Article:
Some of the grandest and most important leaders in world history harnessed the power of motivational speeches to spur their subjects on to victory or success. Churchill, Lincoln, and Martin Luther King Jr. alike saw nations and peoples through times and across lines of heavy burden, brutal torment, and years of strife.
In Matthew 10:5-27, Jesus gathers the twelve and prepares to equip them and send them out as apostles carrying the Gospel for the first time. Before they go, he offers words that likely diverge entirely from the disciples’ lowly and worldly expectations. Perhaps they desired a pep rally. Maybe they wanted the classic slap-on-the-butt expression of approval. Whatever they wanted, surely, they did not receive it. They received far more.
Jesus begins with a call to their own people, “the lost sheep of the House of Israel” (Matthew 10:6). He calls them to proclaim “the Kingdom of Heaven is at hand” and to “heal the sick, raise the dead, cleanse lepers, cast out demons” (Matthew 10:7-8). They have a target and they have a game plan. Peter nods his head in anticipation and cracks his knuckles a few times. If headphones existed then, heavy metal would pump into his ear drums. Everyone else wonders how they – socially alienated teenage boys – will perform miracles amongst the untouchables of their day. Jesus sends the apostles to the lost sheep because they too were once the lost sheep. He asks them to heal the sick, raise the dead, cleanse lepers, cast out demons from people because they are the forgotten, the shamed, and the deserted.
Easy enough. Just perform a few miracles and go to a familiar people. But Jesus hasn’t even cleared his throat yet. He’s just getting warmed up. What’s that Jesus? Bring nothing for the journey? No money for belts, no bag, no change of clothes or hiking gear (Matthew 10:9-10)? Just me? Surely there were a few raised eyebrows among the twelve. If you bring nothing, then what do you have? That’s right – nothing. Completely stripped of any material comforts or security, the apostles begin to understand that this is not your standard pump-up speech.
All they have is the Gospel that they carry. What is of more value? Clothes, money, and security? Or the power of God through Jesus Christ by the Holy Spirit that is inside of you and with you, causing you to become love and lay down your life so that your dependence on anything that is of this world crumbles at the realization that this Gospel is not of this world.
Unrelenting, Jesus explains that he is, “sending [them] as sheep in the midst of wolves” (Matthew 10:16). What happens to sheep encircled by wolves? They get devoured. Jesus sets the table for their ministry here. It’s all out there. Nothing held back. Nothing coated in the disciples preferences or opinions or ideologies or identities or securities. Here is his offer. The offer to be a minister of the Gospel. This offer is not just to a few of daring boldness, but to all of us; to every single one of us who call upon him as Lord and love and trust him.”But you are a chosen race, a royal priesthood, a holy nation, a people for his own possession, THAT YOU may proclaim the excellencies of him who called you out of darkness into his marvelous light” (1 Peter 2:9).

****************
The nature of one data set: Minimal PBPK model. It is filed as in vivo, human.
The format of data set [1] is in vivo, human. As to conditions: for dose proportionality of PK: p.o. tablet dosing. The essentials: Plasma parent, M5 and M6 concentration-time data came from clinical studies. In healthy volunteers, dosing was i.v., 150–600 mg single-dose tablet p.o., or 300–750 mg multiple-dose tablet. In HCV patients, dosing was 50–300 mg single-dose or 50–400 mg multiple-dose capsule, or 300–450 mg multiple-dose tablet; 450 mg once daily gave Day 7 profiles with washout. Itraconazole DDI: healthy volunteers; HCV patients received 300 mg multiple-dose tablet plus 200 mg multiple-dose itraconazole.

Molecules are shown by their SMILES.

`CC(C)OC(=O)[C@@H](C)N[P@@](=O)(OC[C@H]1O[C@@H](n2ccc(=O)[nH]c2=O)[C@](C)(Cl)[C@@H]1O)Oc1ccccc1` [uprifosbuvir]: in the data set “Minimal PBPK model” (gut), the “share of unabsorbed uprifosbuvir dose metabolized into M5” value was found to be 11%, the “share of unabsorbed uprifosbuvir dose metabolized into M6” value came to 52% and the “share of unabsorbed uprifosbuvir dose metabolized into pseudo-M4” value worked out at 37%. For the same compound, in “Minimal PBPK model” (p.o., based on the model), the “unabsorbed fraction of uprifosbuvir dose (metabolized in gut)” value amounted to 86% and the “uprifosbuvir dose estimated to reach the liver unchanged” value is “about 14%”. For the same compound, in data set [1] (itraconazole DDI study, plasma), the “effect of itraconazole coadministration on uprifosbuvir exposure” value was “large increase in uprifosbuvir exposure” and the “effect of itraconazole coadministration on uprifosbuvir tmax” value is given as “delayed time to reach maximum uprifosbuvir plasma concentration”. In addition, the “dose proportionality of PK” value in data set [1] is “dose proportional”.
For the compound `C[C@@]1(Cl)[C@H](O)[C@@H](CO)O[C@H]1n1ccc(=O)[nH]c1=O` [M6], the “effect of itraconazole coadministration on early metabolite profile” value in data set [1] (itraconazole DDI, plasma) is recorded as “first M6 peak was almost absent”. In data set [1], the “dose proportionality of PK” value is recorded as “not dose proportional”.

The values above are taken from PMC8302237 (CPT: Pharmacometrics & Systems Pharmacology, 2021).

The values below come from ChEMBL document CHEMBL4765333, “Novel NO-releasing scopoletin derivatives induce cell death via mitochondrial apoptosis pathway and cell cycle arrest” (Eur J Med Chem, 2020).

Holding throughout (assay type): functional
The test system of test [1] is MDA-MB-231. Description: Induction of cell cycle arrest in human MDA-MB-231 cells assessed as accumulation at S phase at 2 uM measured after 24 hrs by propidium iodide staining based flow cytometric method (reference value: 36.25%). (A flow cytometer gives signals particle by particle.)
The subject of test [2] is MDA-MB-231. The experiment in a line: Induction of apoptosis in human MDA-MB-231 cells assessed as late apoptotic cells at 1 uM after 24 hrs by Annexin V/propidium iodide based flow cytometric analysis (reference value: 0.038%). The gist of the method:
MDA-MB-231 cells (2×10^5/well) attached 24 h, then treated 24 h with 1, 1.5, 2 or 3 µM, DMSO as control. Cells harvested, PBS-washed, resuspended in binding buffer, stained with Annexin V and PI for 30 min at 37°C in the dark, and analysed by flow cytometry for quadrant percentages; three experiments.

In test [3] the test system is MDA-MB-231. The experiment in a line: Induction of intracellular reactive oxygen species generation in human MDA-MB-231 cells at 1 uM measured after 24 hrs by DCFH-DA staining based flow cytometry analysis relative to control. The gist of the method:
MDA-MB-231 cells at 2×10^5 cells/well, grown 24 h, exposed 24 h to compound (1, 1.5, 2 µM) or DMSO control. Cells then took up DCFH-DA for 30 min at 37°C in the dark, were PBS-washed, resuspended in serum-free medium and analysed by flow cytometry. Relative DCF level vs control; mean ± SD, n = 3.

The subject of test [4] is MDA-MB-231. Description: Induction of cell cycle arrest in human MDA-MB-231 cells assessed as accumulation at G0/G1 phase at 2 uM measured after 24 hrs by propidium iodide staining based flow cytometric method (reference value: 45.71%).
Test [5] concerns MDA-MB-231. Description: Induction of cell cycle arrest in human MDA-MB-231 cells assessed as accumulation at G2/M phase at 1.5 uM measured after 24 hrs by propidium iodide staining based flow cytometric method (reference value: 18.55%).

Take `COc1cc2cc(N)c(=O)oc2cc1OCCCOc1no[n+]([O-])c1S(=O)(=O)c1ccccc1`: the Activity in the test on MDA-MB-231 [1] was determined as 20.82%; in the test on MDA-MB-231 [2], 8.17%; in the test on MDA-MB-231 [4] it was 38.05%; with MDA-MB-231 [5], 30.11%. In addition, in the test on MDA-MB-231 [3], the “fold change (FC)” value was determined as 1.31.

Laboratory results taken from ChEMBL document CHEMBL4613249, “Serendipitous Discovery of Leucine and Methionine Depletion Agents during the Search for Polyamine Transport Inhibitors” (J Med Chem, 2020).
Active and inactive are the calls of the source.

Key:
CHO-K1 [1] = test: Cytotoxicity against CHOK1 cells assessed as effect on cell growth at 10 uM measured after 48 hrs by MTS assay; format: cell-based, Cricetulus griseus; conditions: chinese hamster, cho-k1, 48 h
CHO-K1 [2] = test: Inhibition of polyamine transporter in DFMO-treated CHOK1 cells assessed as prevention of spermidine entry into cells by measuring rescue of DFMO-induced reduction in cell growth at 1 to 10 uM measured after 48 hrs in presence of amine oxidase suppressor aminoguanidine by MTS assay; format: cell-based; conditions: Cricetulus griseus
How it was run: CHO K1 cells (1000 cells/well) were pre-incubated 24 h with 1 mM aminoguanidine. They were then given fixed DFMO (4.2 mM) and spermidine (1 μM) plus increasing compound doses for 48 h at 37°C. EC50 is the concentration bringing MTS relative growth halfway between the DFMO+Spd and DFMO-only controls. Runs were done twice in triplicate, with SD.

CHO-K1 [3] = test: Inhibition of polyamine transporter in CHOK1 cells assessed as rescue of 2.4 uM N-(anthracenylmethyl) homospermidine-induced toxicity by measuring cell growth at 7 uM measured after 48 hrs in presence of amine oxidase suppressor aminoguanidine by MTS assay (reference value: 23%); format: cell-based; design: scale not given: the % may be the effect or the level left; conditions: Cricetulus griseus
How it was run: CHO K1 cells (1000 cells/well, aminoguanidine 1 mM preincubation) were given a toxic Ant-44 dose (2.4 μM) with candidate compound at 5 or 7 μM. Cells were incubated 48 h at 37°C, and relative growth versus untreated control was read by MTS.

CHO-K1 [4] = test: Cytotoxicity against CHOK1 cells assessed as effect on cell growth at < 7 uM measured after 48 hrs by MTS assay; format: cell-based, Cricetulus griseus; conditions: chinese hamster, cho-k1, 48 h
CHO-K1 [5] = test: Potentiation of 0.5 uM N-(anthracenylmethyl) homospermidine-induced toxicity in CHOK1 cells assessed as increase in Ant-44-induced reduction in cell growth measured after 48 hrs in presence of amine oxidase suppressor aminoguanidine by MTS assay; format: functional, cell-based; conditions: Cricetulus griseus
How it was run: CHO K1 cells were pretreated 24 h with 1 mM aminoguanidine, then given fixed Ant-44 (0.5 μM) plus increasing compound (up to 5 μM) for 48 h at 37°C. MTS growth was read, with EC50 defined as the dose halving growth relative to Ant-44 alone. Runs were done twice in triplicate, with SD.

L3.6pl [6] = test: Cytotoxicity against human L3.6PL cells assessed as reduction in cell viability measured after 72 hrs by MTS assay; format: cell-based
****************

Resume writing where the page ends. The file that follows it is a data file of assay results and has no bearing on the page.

You will be dragged before kings and governors FOR HIS SAKE, to bear witness before them, but don’t be anxious because the Holy Spirit will tell you what to say in that hour (Matthew 10:17-20). You will be given over to death by your own family and hated by all for his name’s sake, but the one who endures to the end will be saved (Matthew 10:21-22). Is there anything left? Surely, Jesus, there is nothing more I can hold on to. He just wants us to have him. Why, why do we cling to the world with a white-knuckled grip when we have him, we have the fullness of God in and with us, and lack nothing?
I find Lewis’ words from Mere Christianity eerily appropriate. “I must keep alive in myself the desire for my true country, which I shall not find till after death; I must never let it get snowed under or turned aside; I must make it the main object of life to press on to that country and to help others to do the same.” As sojourners in a foreign land, we must regard the things of this life as alien in relation to our hopeful desire for this true country that Lewis speaks of.
For now, Jesus says, it is enough for the disciple to be like his teacher. If they called the master of the house Beelzebub, claiming him to be a demonic teacher worthy of death according to the principle of the law, then how much more will they malign those of his household? Have no fear of them, for nothing is covered that will not be revealed or hidden that will not be known. What I tell you in the dark, say in the light and what you hear whispered, proclaim on the housetops. All will be known in our true country. Much will be laid plain in this age; far more in the age to come. We must come out of the dark. We must step out of our closets. Move from your couch and get to work. Get off of the bench and get onto the field. We must take this Gospel to the world, and quit trying to accommodate the world into our Gospel, or spinning our Gospel fancifully to the world. Jesus laid bare the essence of the Gospel. As imitators and followers of him, we must do the same.
We, like the apostles, now see that the Christian’s calling is a joyfully sobering experience. Proclaiming his excellencies is no Sunday stroll. Before we can live in, through, and by him, we must first die what Alexander MacLaren calls “many painful deaths” in his commentary of Matthew 10:39 (MacLaren’s Expositions). Much will be surrendered. We must drop our weapons and take up the Gospel with great joy, eagerly awaiting the coming of our true country with great anticipation and longing for lost souls to return home to their Lord. We must go, for his sake. We must go, for our sake. We must go, for their sake.